6. Trade secrets- Singaporean law defines trade secrets as private business knowledge that enables an organisation to gain an economic advantage over its rivals, such as a secret manufacturing method, customer information, trade volume, a secret recipe, and so on. Start-ups must also be able to demonstrate that a duty of secrecy was explicitly specified when interactions with other parties, such as by signing nondisclosure agreements or including a confidentiality clause in their agreements with other parties. This is common protection, and unlike the EC, there is no particular law for trade secret protection. 

Singapore encourages the development and registration of IP

Singapore’s IP legislation and administrative framework comply completely with Trade-Related Aspects of Intellectual Property Rights (TRIPS). Singapore is a signatory to the following international treaties governing intellectual property: the Paris Convention, the Madrid Agreement, the Patent Cooperation Treaty, the WIPO Copyright Treaty, the NICE Agreement, and the Berne Convention.

1. Intellectual Property (IP) Hub Master Plan

Singapore’s government unveiled it in 2013, a ten-year plan to make it the leading location for producing, registering, and protecting intellectual property. The Singapore government suggested the implementation of an IP-Box tax scheme similar to those in the Netherlands and Ireland. Through significant financial incentives and a favourable tax structure, the Singapore government supports the development and registration of intellectual property. Singapore also has broad tax treaties with other nations for revenue generated by intellectual property, and it gives tax credits for income from countries that do not have a tax treaty with Singapore, such as the United States.


The IPOS (Intellectual Property Office of Singapore) formerly known as the Registry of TradeMarks and Patents (1937-1999) is a statutory board within the Ministry of Law that was established in 2001 to implement the country’s intellectual property policy. IPOS assists inventors, entrepreneurs, and enterprises in developing, protecting, and using their inventions. To assist you in protecting your intellectual property, it refers you to IP service providers such as attorneys or consultants and gives free seminars.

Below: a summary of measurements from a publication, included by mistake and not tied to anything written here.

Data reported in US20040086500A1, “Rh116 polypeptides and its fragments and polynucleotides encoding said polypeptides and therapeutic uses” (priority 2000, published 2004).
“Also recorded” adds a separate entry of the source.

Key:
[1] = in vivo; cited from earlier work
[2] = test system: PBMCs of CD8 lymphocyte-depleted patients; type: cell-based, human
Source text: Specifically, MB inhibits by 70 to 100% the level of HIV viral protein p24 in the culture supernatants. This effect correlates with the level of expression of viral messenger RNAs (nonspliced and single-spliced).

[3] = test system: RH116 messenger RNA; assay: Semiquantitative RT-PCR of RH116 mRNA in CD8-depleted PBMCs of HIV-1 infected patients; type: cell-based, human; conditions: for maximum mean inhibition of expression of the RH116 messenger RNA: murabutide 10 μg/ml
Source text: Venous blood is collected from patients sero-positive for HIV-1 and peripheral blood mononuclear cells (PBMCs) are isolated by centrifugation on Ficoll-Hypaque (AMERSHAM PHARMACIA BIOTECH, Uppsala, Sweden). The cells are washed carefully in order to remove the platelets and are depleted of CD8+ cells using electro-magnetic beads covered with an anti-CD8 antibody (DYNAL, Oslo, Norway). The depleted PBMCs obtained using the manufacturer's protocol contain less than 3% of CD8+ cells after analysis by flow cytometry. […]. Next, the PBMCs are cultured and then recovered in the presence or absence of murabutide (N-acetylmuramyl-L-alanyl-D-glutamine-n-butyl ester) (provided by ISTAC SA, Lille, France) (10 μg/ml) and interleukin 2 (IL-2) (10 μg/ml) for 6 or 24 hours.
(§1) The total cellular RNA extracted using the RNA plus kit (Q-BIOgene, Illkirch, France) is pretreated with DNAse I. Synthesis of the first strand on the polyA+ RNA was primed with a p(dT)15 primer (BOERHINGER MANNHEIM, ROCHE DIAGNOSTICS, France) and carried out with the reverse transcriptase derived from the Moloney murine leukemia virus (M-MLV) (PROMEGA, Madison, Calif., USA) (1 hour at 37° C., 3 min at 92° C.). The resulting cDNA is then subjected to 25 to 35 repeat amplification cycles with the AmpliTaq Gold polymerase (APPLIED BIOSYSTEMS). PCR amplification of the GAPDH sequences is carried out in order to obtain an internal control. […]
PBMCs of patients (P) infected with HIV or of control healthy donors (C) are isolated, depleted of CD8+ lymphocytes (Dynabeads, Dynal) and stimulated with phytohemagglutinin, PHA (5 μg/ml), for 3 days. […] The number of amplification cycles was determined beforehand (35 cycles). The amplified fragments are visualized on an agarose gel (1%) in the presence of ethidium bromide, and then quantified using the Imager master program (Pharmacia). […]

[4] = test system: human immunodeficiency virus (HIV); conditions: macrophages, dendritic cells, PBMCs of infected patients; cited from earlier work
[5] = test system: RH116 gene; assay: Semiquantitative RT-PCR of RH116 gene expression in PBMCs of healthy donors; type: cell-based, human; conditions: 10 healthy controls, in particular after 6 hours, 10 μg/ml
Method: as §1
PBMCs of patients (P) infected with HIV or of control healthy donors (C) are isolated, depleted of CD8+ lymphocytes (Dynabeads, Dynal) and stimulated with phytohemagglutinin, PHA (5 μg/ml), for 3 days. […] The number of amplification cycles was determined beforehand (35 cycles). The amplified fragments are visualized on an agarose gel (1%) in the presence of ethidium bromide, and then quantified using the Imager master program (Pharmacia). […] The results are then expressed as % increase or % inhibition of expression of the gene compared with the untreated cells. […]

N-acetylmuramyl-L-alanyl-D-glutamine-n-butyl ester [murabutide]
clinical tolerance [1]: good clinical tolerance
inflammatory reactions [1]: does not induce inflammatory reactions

3. Start-up SG

 It was founded in 2017 to showcase Singapore’s thriving start-up ecosystem both locally and internationally. Start-up SG makes it easier for entrepreneurs and ecosystem partners to find and access potential channels of help. Start-up SG Network was established in 2018 to bring Singapore’s tech start-up ecosystem even closer together and to foster the growth of creative and collaborative collaborations. 

The launch of these schemes, while independent, have created an enabling environment, providing additional impetus to development and protection. These actions demonstrate Singapore’s long-term commitment to fostering a friendly ecosystem while also recognising the importance of IP in start-ups. 

How does Singapore defend IPR?

In addition to supporting the production and registration of intellectual property (IP) in Singapore, the government actively defends IP. IP rights are territorial, which implies that if IP is registered in Singapore, then it will be protected.

  1. WIPO Arbitration and Mediation Centre- It created the only office outside of Geneva, the WIPO Arbitration and Mediation Centre, in 2010. Collaboration between IPOS and WIPO helps parties to address intellectual property disputes without resorting to litigation.
  2. Blocking counterfeit- Singapore Customs goal is to conduct customs and trade enforcement procedures, such as checking and detaining suspected infringing items crossing the border. Border enforcement is only available for IP registered in Singapore. The IPR owner can notify Customs in writing, along with a copy of the certification of registration, of suspected import of IPR-infringing products.
  3. Civil litigation- In general, civil litigation may be initiated for a patent, copyright, or trademark infringements, as well as breaches of contracts concerning trade secrets and sensitive information. In such actions, the Court may award damages, an injunction, and the disposal of infringing items.
  4. Criminal litigation- This primarily pertains to the Copyright Act and the Trade Marks Act. The owner of the IPR has the right to file a criminal prosecution against an infringement. Alternatively, the Criminal Investigation Department’s Intellectual Property Rights Branch may pursue the infringement on its initiative. If a criminal prosecution action is successful, the infringer will be compelled by the court to pay a fine and/or serve a prison sentence.


Singapore has benefited from a strong intellectual property regime and is continuing to build a reputable ecosystem that is recognised not only regionally, but globally. The Intellectual Property Office of the United Kingdom (UKIPO) and the French National de la Propriété Intellectuelle (INPI) established regional IP offices in Singapore in 2013. Singapore has one of the most comprehensive legislative frameworks for protecting intellectual property rights. Singapore was placed second in the world and first in Asia in the World Economic Forum’s Global Competitiveness Report 2019 for its intellectual property protection framework. Because of these safeguards, several of the world’s largest IP-focused start-ups have chosen the nation as their preferred location.